The CYAC Program at the Library of Congress: Summarizing Fifty Years of Children’s Literature

Can you summarize the classic story The Cat in the Hat in one sentence? How about Harry Potter and the Sorcerer’s Stone or A Wrinkle in Time? This is just one small part of what librarians in the Children’s and Young Adults’ Cataloging Program or CYAC (pronounced kahy-ak) at the Library of Congress have been doing for decades. This week, the CYAC Program celebrates their fifty-year anniversary at the Library.

The Américas Award: Bringing Literature to Life with Primary Sources

On Friday, September 18th, 2015, the Library of Congress hosted the Américas Award for Children’s and Young Adult Literature. The award, co-sponsored with the Consortium of Latin American Studies Programs, recognizes work that “authentically and engagingly portrays Latin Americans, Caribbeans, or Latinos in the United States.” These diverse stories can be highlighted and brought to life through the use of primary sources.

Five Questions with Abby Yochelson, Reference Specialist for English and American Literature, Main Reading Room

My all-time favorite teacher was Mrs. Campbell in sixth grade. One of her activities was to have us memorize and recite poetry a couple of times a year. While I was painfully shy back then, I thought the activity was terrific (once my turn was finished)! In our online collections, I really love the copy of Walt Whitman’s poem “Oh Captain, My Captain.” It’s a printed copy but it includes corrections in Whitman’s handwriting with a note to the publisher about “bad perversions.”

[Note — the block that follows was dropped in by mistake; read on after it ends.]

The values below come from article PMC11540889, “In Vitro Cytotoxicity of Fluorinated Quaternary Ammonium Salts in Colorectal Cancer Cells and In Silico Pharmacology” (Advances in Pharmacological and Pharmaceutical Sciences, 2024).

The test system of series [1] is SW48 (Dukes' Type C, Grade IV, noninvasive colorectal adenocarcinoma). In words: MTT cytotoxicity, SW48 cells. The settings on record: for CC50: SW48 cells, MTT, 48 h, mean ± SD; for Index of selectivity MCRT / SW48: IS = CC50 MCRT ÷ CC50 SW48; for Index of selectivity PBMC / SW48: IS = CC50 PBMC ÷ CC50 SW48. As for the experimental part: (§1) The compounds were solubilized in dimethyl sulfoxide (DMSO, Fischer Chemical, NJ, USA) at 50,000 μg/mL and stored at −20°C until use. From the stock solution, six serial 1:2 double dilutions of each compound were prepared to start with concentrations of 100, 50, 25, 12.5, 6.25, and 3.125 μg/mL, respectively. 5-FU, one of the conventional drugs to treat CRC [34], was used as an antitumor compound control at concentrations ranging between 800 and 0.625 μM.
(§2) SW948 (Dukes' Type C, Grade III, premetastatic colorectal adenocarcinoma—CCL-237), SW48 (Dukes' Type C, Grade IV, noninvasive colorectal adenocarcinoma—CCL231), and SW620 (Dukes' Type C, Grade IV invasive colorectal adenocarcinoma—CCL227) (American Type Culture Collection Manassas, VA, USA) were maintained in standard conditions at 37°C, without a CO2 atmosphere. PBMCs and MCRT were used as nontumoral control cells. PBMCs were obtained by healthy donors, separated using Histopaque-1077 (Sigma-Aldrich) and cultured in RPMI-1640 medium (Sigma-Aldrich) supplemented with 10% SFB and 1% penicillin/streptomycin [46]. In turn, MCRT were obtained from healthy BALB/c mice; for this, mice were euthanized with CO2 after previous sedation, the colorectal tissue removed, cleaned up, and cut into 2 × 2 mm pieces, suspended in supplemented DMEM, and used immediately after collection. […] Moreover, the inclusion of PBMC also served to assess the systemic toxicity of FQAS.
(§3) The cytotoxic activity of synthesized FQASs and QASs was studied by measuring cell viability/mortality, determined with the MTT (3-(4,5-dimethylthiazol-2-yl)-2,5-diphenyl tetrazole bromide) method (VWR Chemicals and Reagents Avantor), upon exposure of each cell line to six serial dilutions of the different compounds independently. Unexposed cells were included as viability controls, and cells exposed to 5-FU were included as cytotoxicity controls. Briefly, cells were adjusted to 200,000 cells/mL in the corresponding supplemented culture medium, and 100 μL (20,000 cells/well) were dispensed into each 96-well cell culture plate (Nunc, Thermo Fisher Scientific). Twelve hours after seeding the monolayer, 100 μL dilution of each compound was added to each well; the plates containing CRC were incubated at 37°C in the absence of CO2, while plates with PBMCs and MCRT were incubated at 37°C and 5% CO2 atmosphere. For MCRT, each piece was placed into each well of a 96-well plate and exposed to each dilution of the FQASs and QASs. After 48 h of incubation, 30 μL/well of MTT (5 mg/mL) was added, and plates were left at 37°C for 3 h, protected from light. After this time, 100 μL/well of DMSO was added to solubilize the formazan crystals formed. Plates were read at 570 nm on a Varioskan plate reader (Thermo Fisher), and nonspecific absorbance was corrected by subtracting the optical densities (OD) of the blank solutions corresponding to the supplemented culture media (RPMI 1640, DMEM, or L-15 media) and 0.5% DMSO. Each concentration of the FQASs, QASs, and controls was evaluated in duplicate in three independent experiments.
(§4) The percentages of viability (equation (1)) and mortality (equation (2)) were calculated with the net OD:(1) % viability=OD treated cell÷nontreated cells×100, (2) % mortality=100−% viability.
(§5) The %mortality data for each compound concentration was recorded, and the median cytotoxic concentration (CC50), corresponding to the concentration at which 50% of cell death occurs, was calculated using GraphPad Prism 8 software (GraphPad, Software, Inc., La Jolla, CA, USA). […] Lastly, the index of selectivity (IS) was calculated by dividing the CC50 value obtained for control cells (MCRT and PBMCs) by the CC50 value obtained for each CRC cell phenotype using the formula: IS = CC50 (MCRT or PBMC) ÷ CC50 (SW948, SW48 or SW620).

The Great Gatsby: Establishing the Historical Context with Primary Sources

F. Scott Fitzgerald’s novel The Great Gatsby is one of the most often taught in American literature classes. However, the further we move away chronologically from 1922, a time of economic boom following the devastation of World War I, the less students know about this significant time between the Great War and the War to end all Wars.

Edgar Allan Poe: Using Primary Sources from the Library of Congress to Deepen Understanding of “The Raven”

Because of his tendency toward the macabre, the stories of Edgar Allan Poe are frequently associated with Halloween, but his writing has had a far deeper reach than connections to the holiday. As National Poetry Month approaches, students can explore his work and its cultural impact through primary sources from the Library of Congress.

Frederick Douglass: Activist and Autobiographer

Last November, we published a post addressing the controversies associated with Mark Twain’s Adventures of Huckleberry Finn. A recent comment pointed out that Huck’s views on slavery are those of the dominant society of the time. Because the post featured a letter from Frederick Douglass as a supplement to the novel, the commenter wondered “why not present the experiences and views of the oppressed rather than the oppressor?” That struck me as an intriguing question, so here are a few places to start exploring those views and experiences with your students.